PURPOSE: This study aimed to determine the diagnostic performance of physiological MRI biomarkers including microvascular perfusion and architecture, neovascularization activity, tissue oxygen metabolism, and tension for recurrence detection of IDH-mutant WHO grade 3 glioma.
METHODS: Sixty patients with IDH-mutant WHO grade 3 glioma who received overall 288 follow-up MRI examinations at 3 Tesla after standard treatment were retrospectively evaluated. A conventional MRI protocol was extended with a physiological MRI approach including vascular architecture mapping and quantitative blood-oxygen-level-dependent imaging which required 7 min extra data acquisition time. Custom-made MATLAB software was used for the calculation of MRI biomarker maps of microvascular perfusion and architecture, neovascularization activity, tissue oxygen metabolism, and tension. Statistical procedures included receiver operating characteristic analysis.
RESULTS: Overall, 34 patients showed recurrence of the WHO grade 3 glioma; of these, in 15 patients, recurrence was detected one follow-up examination (averaged 160 days) earlier by physiological MRI data than by conventional MRI. During this time period, the tumor volume increased significantly (P = 0.001) on average 7.4-fold from 1.5 to 11.1 cm3. Quantitative analysis of MRI biomarkers demonstrated microvascular but no macrovascular hyperperfusion in early recurrence. Neovascularization activity (AUC = 0.833), microvascular perfusion (0.682), and oxygen metabolism (0.661) showed higher diagnostic performance for early recurrence detection of WHO grade 3 glioma compared to conventional MRI including cerebral blood volume (0.649).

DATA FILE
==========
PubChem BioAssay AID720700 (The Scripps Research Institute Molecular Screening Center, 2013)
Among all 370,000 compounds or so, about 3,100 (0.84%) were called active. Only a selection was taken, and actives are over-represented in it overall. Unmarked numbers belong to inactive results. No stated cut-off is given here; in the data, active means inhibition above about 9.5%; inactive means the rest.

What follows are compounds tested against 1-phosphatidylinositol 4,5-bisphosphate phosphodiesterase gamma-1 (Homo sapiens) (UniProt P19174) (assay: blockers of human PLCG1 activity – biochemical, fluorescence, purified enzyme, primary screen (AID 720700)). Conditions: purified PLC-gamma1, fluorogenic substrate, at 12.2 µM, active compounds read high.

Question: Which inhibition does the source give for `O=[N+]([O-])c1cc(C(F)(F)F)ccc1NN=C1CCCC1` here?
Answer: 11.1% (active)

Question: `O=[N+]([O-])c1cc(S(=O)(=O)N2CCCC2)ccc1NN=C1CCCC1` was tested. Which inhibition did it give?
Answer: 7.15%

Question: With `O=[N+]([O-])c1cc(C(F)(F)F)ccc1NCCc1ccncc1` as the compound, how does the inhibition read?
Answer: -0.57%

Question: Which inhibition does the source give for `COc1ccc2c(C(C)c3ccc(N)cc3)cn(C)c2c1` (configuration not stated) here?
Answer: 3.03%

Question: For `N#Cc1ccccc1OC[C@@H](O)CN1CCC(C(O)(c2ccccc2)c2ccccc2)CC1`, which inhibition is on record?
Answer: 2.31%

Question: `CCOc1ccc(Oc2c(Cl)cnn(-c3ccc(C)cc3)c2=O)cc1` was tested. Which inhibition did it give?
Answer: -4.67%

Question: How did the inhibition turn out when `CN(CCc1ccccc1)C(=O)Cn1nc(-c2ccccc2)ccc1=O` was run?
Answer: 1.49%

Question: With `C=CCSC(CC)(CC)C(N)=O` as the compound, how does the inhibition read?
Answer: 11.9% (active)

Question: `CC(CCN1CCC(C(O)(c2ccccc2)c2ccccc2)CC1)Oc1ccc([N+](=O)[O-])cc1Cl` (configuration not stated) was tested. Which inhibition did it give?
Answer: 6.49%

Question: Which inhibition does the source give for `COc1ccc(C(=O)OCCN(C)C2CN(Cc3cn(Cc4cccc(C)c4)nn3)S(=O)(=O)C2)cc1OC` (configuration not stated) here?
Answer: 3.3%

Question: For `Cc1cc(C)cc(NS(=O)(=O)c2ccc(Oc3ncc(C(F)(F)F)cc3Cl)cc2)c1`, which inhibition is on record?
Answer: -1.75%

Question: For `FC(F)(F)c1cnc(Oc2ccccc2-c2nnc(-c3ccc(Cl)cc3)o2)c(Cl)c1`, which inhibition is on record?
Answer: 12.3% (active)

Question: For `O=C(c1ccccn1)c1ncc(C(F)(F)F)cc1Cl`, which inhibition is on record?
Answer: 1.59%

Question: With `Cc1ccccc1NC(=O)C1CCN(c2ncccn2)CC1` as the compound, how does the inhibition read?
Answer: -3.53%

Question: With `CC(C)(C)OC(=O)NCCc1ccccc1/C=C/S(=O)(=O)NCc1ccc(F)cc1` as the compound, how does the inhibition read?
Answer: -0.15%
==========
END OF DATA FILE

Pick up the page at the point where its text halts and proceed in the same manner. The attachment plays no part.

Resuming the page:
CONCLUSION: This study demonstrated that the targeted assessment of microvascular features and tissue oxygen tension as an early sign of neovascularization activity provided valuable information for recurrence diagnostic of WHO grade 3 glioma.
- Brain Neoplasms/diagnostic imaging
- Glioma/diagnostic imaging
- Isocitrate Dehydrogenase/genetics
- Magnetic Resonance Imaging
- Retrospective Studies
- World Health Organization